INDUSTRIAL HERITAGE SITES
FROM WORLD MONUMENTS FUND WATCH LISTS 1996-2006
Developed by the World Monuments Fund
Ernest Shackleton’s Expedition Hut, Cape Royds, Ross Island
Built in 1908, Sir Ernest Shackleton’s Hut at Cape Royds is one of only a few intact buildings remaining on Earth’s southernmost continent that dates from the heroic age of Antarctic exploration. The wooden structure, which was used as an expedition base and laboratory for scientific research, was specifically designed to withstand the extreme weather conditions found on the frozen continent only for the duration of the expedition. From this hut, Shackleton made the first ascent of the Mt. Erebus volcano and was the first to reach the Magnetic South Pole. It is also the only structure that remains from his expeditions to Antarctica.
The artifacts inside and outside the hut have decayed considerably and are in urgent need of conservation. The main threats to the site are environmental degradation, microbiological infestation, and increased and uncontrolled visitation, which have resulted in damage and pilfering of precious material. While conservation work has been undertaken sporadically beginning in the 1960s, it was not until 1987 that a regular program of conservation was introduced. The New Zealand-based Antarctic Heritage Trust was created for the sole purpose of preserving Shackleton’s hut and other relics of exploration, namely buildings associated with the expeditions of Robert Falcon Scott, who reached the South Pole in January 1912—a month after it was attained by the Norwegian, Roald Amundsen. Although the trust has drafted a comprehensive management plan for all the buildings and completed a conservation plan specifically for Shackleton’s hut in March 2003, preservation of these fragile relics will require strong conservation advocacy and financial support to succeed.
BARBADOS: Morgan Lewis Sugar Mill
The largest surviving wind-powered sugar-cane crushing mill in the Caribbean, with all its original working parts still intact, testifies to the importance of the industry that arose in the seventeenth century. Since the sugar-producing economies created huge fortunes and prospered due to slave labor, the preservation and interpretation of the mill offers an opportunity for profound historical and cultural reflection. The mill occupies a commanding location overlooking some of the most magnificent scenery on the island’s east coast, which is part of the proposed National Park of Barbados. Accelerating deterioration of the fabric of the mill, caused by a confluence of agents—rain, wind-blown salt water, infiltration of ground water, vegetation encroachment, and termites––could bring about its disappearance in the absence of large-scale repair and restoration. Barbados at present has no internationally listed historic sites. Recognition now will optimize the efforts undertaken to date by the Barbados National
Trust, which has already launched appeals to the business community, the public, and the government for increased support. Listing by the World Monuments Fund called attention to the accelerating deterioration of the eighteenth-century mill and as a result, had an enormous effect on the future of this important landmark. The Barbados National Trust was subsequently able to raise all of the funds needed to repair the windmill and its mechanical equipment.
BELGIUM: Previous Radio and Television Building, Brussels
Brussels is one of those ever-changing cities that has been known to sacrifice much of its early noteworthy architectural stock for generic speculative development. But as difficult as it is to save truly old buildings in city centers, it is often even more challenging to save newer structures, especially those built for highly-specialized functions. The Radio and Television Building, constructed in 1935, with its dramatic telescoping tower and bands of glass windows, is an exemplar of the vulnerability of 20th century landmark buildings.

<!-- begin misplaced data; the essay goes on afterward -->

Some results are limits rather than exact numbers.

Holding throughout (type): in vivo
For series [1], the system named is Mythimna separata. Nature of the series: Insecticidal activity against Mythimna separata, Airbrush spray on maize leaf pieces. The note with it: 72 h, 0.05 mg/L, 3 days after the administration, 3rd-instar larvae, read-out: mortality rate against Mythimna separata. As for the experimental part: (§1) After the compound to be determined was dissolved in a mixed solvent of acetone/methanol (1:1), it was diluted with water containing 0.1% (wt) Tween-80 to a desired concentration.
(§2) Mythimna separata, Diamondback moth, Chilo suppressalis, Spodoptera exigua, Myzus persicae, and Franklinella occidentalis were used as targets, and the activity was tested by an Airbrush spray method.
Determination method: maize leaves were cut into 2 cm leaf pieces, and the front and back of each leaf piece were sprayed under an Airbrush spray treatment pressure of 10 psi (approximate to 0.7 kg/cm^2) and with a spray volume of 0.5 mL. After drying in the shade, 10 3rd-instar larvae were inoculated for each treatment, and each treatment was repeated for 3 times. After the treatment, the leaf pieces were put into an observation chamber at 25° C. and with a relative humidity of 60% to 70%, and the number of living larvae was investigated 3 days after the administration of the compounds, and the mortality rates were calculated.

Until 1995, the 10 acoustically renowned recording studios and 400-seat auditorium were in use. When its owners, the national radio and television, left for quarters elsewehere, a significant work by architect Joseph Diongre was left behind, including much os his furniture. Faced with expensive asbestos removal and conservation work, the owners decided to sell the property.
With the impending threat of demolition, World Monuments Fund placed the building on the 1998 World Monuments Watch to raise awareness about the structure’s plight and to support the local preservation movement. Due to extensive publicity following listing, the building was saved when a new buyer came forward with intentions of restoring and appropriately reusing the building. The building is in the process of being fully restored; work was scheduled for completion in September 2002.
BELGIUM: Tour & Taxis Transport Hub, Brussels
Tour & Taxis is the world’s most unusual example of a multifunctional transportation network. Built as a railroad, customs, and maritime hub, it once played a vital role in boosting the urban and rural economy of the country. Constructed according to rationalist design theories, the site’s buildings exploited the properties of cast iron, reinforced concrete, and glass to their fullest potential. Following the establishment of the European Community, changes in customs practices and in the treatment of immobilized stock brought about the decline of industry in the areas surrounding Tour & Taxis. Tour & Taxis was listed as an endangered site by the World Monuments Fund as a result of concerns that the Brussels city government was prepared to approve redevelopment plans that would dismantle and destroy the integrity of the historic buildings. After six years of advocating for appropriate action, and the tireless efforts of local preservationists, the threat of complete loss of the buildings seems to be over.
Although the site remains intact, the absence of an overall plan for reuse will lead to deterioration, vulnerability to inappropriate real-estate development, or eventual demolition. Implementation of a viable adaptive-reuse plan would provide a valuable example of reuse on a large scale. Fortunately, a developer has come forward with plans to sensitively reuse the buildings while maintaining their unique architectural features.